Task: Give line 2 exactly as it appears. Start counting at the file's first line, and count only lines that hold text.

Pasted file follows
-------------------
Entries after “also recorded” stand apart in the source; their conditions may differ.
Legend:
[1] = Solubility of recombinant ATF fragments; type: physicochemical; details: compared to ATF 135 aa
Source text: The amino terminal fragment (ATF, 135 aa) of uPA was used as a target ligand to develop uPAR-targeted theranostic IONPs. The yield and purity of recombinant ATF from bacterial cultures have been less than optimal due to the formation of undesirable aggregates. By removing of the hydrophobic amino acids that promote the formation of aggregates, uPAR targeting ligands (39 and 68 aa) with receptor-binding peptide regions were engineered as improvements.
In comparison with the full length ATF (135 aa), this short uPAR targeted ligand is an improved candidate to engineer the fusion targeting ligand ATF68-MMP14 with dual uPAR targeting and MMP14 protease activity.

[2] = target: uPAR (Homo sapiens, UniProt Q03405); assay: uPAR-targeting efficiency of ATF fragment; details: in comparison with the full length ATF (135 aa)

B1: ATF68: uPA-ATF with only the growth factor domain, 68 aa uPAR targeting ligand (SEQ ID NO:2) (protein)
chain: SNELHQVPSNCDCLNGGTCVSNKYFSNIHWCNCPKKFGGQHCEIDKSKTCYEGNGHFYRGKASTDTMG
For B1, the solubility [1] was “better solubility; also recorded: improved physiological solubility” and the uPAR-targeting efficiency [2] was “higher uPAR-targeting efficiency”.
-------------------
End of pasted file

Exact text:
Legend: